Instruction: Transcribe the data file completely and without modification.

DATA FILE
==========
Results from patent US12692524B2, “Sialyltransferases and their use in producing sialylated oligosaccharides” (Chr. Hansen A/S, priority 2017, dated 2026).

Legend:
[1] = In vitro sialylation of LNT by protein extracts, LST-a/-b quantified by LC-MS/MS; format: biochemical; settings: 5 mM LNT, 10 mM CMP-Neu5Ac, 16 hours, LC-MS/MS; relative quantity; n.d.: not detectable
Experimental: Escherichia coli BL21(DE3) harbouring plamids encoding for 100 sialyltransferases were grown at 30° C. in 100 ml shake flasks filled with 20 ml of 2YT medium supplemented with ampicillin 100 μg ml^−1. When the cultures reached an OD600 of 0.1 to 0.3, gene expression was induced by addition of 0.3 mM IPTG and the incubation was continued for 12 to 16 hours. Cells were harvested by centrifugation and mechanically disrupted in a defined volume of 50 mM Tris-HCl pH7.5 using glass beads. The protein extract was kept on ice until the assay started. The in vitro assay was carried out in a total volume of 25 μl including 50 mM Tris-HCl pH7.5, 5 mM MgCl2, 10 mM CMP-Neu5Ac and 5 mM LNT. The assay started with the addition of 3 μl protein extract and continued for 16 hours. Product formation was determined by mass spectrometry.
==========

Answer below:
Results from patent US12692524B2, “Sialyltransferases and their use in producing sialylated oligosaccharides” (Chr. Hansen A/S, priority 2017, dated 2026).

Legend:
[1] = In vitro sialylation of LNT by protein extracts, LST-a/-b quantified by LC-MS/MS; format: biochemical; settings: 5 mM LNT, 10 mM CMP-Neu5Ac, 16 hours, LC-MS/MS; relative quantity; n.d.: not detectable
Experimental: Escherichia coli BL21(DE3) harbouring plamids encoding for 100 sialyltransferases were grown at 30° C. in 100 ml shake flasks filled with 20 ml of 2YT medium supplemented with ampicillin 100 μg ml^−1. When the cultures reached an OD600 of 0.1 to 0.3, gene expression was induced by addition of 0.3 mM IPTG and the incubation was continued for 12 to 16 hours. Cells were harvested by centrifugation and mechanically disrupted in a defined volume of 50 mM Tris-HCl pH7.5 using glass beads. The protein extract was kept on ice until the assay started. The in vitro assay was carried out in a total volume of 25 μl including 50 mM Tris-HCl pH7.5, 5 mM MgCl2, 10 mM CMP-Neu5Ac and 5 mM LNT. The assay started with the addition of 3 μl protein extract and continued for 16 hours. Product formation was determined by mass spectrometry.